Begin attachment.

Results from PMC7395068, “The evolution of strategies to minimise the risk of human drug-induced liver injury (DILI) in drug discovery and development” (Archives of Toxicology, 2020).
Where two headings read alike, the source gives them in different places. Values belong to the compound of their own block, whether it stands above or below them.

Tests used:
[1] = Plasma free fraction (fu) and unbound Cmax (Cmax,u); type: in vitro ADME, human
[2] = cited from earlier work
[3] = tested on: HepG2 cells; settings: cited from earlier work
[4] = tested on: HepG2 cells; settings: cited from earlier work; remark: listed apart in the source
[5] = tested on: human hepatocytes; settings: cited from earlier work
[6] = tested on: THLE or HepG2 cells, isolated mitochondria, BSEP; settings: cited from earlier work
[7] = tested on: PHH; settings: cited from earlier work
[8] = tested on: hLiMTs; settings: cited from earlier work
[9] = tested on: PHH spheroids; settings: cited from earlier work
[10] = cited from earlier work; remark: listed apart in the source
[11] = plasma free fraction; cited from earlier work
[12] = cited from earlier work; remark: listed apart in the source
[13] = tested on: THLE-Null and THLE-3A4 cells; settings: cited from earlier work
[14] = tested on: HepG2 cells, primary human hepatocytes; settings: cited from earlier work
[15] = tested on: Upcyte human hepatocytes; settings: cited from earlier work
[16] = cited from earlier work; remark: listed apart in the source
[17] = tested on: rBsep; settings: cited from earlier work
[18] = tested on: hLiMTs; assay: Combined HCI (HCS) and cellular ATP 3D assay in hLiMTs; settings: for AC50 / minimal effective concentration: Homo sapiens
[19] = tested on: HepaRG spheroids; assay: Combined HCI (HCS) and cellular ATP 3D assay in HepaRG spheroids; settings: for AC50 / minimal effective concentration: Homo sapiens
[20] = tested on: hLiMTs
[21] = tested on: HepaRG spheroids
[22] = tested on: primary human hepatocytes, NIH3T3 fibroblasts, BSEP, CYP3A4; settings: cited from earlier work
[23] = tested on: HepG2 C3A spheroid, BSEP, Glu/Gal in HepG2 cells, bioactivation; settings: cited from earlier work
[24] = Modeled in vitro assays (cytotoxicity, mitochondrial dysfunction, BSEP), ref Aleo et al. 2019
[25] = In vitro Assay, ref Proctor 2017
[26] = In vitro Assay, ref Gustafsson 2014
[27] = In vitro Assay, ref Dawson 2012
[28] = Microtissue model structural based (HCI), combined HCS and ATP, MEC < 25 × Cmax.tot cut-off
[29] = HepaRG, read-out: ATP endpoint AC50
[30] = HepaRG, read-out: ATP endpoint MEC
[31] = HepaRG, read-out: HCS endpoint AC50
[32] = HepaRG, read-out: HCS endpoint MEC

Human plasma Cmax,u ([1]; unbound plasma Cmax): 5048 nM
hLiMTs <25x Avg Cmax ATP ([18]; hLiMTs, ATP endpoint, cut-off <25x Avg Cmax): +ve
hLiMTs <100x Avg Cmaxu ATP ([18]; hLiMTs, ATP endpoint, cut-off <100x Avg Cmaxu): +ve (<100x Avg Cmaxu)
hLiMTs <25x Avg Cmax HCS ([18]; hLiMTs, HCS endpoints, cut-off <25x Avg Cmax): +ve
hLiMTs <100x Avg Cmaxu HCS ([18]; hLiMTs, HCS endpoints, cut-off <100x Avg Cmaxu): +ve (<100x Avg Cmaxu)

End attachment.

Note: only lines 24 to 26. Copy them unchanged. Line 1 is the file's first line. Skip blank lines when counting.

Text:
[21] = tested on: HepaRG spheroids
[22] = tested on: primary human hepatocytes, NIH3T3 fibroblasts, BSEP, CYP3A4; settings: cited from earlier work
[23] = tested on: HepG2 C3A spheroid, BSEP, Glu/Gal in HepG2 cells, bioactivation; settings: cited from earlier work